The man said, “This is now bone of my bones and flesh of my flesh; she shall be called ’woman, ’for she was taken out of man.” Genesis 2:23
Why are women underrepresented in senior leadership roles in the Church? A Conference organized by Chapel for Europe titled – Role of Women in the Church: Clichés, Reality and Dreams – posed this question. Five women, deeply involved in the Church life, with different personal, professional and confessional backgrounds shared their experiences and perspectives.
How the Scriptures shaped this division
It is important to understand at what is being referred to in defining the role of women differently from that of men in the ecclesiastical context, beginning with
Corinthians 14:34-35: ‘Women should remain silent in the churches. They are not allowed to speak but must be in submission, as the law says. If they want to inquire about something, they should ask their own husbands at home; for it is disgraceful for a woman to speak in the church’. The context of this sentence is controversial since the same St. Paul addressed the role of women in different ways within the same chapter and letter. That is why theologians suggest the reading of the whole chapter as a key to understand the message behind. Nevertheless, much was based on this sentence in the past centuries.
Forgotten passages and roles
On the other hand, we generally forget passages like Joel 2: “I will pour out my Spirit upon all flesh, and your sons and daughters will prophesy.” or Galatians 3:28 ‘There is neither Jew nor Gentile, neither slave nor free, nor is there male and female, for you are all one in Christ Jesus’.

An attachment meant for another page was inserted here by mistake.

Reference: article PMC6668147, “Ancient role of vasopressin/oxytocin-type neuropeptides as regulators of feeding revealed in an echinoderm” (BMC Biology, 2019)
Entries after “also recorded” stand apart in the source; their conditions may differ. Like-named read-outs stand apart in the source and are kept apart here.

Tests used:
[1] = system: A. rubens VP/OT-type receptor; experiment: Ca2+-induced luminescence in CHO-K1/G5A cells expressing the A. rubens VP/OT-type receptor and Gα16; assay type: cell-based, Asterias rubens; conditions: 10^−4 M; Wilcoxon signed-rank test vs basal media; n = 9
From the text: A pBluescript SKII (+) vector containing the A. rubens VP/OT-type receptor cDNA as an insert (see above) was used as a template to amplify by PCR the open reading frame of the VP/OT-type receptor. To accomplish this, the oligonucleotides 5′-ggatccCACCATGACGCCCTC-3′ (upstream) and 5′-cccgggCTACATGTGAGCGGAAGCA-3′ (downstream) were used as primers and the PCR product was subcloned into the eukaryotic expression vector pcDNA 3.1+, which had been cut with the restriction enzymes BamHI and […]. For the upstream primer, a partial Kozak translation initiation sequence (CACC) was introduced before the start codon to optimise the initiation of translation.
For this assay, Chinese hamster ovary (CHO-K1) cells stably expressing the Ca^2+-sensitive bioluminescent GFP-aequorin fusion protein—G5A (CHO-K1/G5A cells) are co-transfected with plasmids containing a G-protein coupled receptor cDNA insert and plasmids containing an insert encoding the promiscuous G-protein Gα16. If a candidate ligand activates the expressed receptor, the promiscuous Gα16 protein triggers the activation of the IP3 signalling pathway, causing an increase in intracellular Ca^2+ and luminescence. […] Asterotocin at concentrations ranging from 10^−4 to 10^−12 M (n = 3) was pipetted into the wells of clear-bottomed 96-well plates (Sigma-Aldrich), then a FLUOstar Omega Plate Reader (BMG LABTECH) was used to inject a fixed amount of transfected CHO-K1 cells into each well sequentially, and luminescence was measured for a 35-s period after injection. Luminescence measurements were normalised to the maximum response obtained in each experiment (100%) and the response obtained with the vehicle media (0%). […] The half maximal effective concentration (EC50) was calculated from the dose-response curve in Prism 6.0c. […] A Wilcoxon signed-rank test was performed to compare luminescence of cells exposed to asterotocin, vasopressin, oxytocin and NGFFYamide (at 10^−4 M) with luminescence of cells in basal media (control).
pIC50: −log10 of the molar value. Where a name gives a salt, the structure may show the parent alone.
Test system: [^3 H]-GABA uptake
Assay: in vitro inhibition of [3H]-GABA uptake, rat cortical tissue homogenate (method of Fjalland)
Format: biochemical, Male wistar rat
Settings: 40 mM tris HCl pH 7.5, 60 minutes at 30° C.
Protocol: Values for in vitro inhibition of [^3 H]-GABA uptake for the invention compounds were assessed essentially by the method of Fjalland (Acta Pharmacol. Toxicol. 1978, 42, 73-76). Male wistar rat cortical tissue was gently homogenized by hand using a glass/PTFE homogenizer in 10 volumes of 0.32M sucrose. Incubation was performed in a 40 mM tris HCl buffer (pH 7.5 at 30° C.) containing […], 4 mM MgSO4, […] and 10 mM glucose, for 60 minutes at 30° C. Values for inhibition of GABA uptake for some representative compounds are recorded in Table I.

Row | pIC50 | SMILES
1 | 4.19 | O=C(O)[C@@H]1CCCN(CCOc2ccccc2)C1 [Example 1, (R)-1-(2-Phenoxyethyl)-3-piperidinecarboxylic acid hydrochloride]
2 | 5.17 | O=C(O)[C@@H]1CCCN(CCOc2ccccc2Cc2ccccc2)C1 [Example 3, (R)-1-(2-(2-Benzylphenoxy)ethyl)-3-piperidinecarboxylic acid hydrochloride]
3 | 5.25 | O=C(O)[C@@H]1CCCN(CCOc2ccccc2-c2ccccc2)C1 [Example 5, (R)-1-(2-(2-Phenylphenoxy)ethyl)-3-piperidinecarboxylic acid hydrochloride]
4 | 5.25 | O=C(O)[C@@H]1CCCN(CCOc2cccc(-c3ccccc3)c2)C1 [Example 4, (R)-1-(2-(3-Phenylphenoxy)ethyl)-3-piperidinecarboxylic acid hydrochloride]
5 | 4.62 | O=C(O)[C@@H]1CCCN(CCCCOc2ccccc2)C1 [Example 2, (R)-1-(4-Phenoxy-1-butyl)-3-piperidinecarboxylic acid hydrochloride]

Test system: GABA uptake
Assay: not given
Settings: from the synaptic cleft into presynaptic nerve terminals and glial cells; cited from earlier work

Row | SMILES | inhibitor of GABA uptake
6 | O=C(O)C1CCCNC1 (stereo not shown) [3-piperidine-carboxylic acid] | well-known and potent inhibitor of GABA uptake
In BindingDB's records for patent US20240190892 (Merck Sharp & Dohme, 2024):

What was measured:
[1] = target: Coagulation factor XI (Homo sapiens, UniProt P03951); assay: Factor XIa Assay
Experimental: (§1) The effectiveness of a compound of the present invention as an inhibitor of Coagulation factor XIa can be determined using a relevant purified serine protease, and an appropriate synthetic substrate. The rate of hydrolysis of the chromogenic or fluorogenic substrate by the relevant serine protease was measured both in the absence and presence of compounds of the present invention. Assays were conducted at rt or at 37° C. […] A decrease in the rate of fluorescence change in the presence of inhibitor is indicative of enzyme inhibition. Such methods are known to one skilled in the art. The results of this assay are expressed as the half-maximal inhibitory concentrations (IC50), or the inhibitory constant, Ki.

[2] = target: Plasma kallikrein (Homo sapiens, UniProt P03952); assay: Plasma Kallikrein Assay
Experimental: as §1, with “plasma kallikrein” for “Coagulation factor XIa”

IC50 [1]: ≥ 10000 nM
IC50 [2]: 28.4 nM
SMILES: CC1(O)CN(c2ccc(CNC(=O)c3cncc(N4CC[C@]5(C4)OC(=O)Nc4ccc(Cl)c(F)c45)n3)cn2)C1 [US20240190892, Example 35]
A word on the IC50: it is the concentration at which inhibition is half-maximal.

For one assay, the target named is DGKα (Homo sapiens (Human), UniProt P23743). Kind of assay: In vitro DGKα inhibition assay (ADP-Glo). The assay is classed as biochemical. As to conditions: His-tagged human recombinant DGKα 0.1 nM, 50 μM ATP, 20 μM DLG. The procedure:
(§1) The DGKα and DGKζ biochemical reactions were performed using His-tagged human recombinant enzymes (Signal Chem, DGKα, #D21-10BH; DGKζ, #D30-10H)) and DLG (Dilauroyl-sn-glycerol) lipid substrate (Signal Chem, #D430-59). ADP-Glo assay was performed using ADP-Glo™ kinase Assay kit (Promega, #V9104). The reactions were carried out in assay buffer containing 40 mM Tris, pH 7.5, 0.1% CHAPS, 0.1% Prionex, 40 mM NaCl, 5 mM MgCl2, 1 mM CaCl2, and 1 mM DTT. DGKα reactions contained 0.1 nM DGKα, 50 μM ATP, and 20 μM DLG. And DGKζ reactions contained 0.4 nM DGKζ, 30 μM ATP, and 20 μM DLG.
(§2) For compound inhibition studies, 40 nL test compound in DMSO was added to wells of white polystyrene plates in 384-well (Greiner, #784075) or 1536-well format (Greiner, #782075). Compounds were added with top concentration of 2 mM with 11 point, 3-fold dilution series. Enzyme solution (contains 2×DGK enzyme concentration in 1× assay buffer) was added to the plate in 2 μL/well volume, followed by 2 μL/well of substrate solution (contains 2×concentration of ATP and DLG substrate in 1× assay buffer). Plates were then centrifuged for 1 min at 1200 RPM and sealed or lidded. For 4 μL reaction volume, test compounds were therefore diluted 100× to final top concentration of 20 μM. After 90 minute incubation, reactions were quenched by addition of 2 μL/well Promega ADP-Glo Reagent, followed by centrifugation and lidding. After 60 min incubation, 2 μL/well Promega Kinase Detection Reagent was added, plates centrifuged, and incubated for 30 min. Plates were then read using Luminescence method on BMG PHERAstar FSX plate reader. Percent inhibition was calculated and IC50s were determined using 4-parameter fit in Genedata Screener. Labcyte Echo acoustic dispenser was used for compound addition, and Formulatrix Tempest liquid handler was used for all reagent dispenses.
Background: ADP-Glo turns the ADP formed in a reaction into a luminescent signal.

In catechism lessons, we speak of the apostles as only men and we forget too easily the role of women around Jesus, and more particularly that they have an important role; both in the Old Testament, with Miriam, Deborah, Esther or Sarah, and in the New Testament with Mary Magdalene. She was the first person to be commissioned. And she was charged with going to the men to share her testimony and to give the Word. One of the points that was emphasized during the Conference is that many consider the gesture to be intended as a simple statement, but not as a commission as an apostle. But Jesus did not make this distinction: To the apostle to the apostles.
Feeling invisible in their role
It’s well recognised that barriers to women are also prevalent in other settings outside the Church. Gender bias runs deep in the church and has historically prevented women from fulfilling their leadership call. It’s time to dispel the myths about the role of women.
The frustration associated with the commitment and the devotion that these women speak of is palpable.
Why women can teach in the name of the Church, commit to parish work in the name of the church, be the biggest proportion of church attendees and so on, yet they have to do it without recognition of their deep commitment?
Even in the branches of Christianity that allow a woman to become pastors, there are no measures such as maternity leave to facilitate their role.
So how can these women feel that they belong to the Church if it continues to be a club for gentlemen only? How they can feel included if they need to keep acting behind the scenes?
Recognition of their role is still a burning topic. Women contribute to the life and work of their churches in many ways, from the very beginning. Currently, a commission is working in the Vatican to understand how to deal with the possibility of women serving as deacons and the next steps to be taken .
This is good sign of openness, but a lot is still to be done in order to give women a respectful career path as for their male colleagues.
JESC assistant to the Director